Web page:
The Turkish invasion will be tweeted

The Great Siege documented ‘live’ on Twitter and Facebook as part of the promo blitz for an upcoming TVM documentary 

Trending: Jean De La Valette
Trending: Jean De La Valette

A TVM initiative takes a quirky look at one of the most celebrated events in Maltese history, as the Twitter account The Siege of 1565 (@1565tvm) and its Facebook counterpart documents the 1565 Siege of Malta as if it’s happening right now, with accompanying images and hashtags. 

Interspersing strategic factoids with bite-sized comments on key personalities in the Siege, the social media accounts will presumably continue to run up until 18 May – the 450th anniversary of the Siege. But apart from commemorating the Siege in the digital realm, these social media accounts are actually part of an ongoing promotional campaign towards a TVM documentary on the Great Siege, to be shown on TVM in the coming months.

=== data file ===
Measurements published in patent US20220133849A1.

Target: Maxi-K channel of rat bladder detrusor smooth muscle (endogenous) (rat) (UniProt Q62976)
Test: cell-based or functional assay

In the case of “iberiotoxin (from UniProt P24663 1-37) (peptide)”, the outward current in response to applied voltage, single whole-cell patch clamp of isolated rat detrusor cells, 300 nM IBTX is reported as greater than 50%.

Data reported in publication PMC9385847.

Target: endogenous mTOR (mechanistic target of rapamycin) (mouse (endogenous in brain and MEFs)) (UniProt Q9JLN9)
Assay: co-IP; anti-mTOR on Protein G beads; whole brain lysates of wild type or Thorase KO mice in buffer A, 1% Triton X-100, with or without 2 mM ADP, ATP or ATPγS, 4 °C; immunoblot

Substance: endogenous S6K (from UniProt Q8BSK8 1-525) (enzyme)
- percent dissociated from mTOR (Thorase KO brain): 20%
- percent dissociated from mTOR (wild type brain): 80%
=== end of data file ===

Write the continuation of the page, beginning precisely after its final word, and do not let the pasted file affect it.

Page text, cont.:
‘Spies based in #Constantinople inform GM #delaValette of #Ottoman preps for a massive fleet to set sail in spring’, a 2 March tweet informs us, while we also get a glimpse of the financial burden that the Siege may have had on the Knights: ‘The #Knights feel the pinch: not enough income to finance the mercenaries needed to defend #Malta in case of #siege’. 


Some tweets prompt visitors to engage in historical speculation, such as the one accompanying a skull-and-bones encrusted catacomb, which reads, ‘Bet 1540s and 1565 d Turks were regular visitors of Malta & Gozo. Were these the victims of a raid on Żejtun in 1614?’

The programme forms part of a cluster of events leading up to the 450th anniversary of the Great Siege of Malta. Arts Council Malta and Heritage Malta have announced their own Siege-themed collaborative events earlier this week, which will be starting in May. 

After several months of continuous battle between the invading Ottoman forces and the Knights of Malta, the fighting came to an end on 8 September, a date that continues to be commemorated with the annual public holiday Il-Vitorja. The dramatic unfolding of the Siege had a substantial effect on the continent, leading to the founding of Valletta a year later.